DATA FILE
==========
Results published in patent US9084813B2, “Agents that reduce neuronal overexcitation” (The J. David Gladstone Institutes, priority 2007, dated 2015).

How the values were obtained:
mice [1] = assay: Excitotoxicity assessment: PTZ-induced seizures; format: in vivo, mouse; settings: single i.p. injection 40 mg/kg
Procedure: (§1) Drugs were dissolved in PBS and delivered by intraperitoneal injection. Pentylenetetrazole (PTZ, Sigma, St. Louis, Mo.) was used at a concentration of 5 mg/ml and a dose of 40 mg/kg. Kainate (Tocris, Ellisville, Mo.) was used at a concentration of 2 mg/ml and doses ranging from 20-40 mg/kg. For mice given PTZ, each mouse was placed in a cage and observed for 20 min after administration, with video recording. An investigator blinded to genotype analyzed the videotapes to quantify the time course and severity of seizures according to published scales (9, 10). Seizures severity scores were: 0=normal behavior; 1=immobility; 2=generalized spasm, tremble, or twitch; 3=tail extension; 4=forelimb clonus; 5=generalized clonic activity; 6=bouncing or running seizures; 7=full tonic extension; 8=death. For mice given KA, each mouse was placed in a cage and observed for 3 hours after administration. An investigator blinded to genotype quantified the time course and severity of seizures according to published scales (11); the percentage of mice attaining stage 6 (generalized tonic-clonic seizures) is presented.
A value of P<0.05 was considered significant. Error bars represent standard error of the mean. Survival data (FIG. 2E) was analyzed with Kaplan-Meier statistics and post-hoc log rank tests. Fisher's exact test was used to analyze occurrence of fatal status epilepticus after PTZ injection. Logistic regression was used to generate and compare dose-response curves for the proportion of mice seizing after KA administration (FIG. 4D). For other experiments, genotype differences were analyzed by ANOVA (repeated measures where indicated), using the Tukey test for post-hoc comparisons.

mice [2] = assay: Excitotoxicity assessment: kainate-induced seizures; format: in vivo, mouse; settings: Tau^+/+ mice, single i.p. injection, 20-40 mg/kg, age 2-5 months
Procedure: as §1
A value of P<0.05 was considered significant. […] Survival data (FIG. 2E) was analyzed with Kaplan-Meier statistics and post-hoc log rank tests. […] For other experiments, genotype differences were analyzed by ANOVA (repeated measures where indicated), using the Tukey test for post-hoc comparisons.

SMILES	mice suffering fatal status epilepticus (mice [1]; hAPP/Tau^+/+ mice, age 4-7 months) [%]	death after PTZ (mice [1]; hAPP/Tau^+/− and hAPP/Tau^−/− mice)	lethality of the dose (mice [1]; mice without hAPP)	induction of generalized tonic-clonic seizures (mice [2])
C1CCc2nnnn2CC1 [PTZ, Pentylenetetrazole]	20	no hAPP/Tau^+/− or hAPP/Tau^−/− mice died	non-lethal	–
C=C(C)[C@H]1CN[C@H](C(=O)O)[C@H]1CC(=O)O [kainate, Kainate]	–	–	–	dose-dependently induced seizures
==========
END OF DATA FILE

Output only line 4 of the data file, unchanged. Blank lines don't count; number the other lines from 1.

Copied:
Procedure: (§1) Drugs were dissolved in PBS and delivered by intraperitoneal injection. Pentylenetetrazole (PTZ, Sigma, St. Louis, Mo.) was used at a concentration of 5 mg/ml and a dose of 40 mg/kg. Kainate (Tocris, Ellisville, Mo.) was used at a concentration of 2 mg/ml and doses ranging from 20-40 mg/kg. For mice given PTZ, each mouse was placed in a cage and observed for 20 min after administration, with video recording. An investigator blinded to genotype analyzed the videotapes to quantify the time course and severity of seizures according to published scales (9, 10). Seizures severity scores were: 0=normal behavior; 1=immobility; 2=generalized spasm, tremble, or twitch; 3=tail extension; 4=forelimb clonus; 5=generalized clonic activity; 6=bouncing or running seizures; 7=full tonic extension; 8=death. For mice given KA, each mouse was placed in a cage and observed for 3 hours after administration. An investigator blinded to genotype quantified the time course and severity of seizures according to published scales (11); the percentage of mice attaining stage 6 (generalized tonic-clonic seizures) is presented.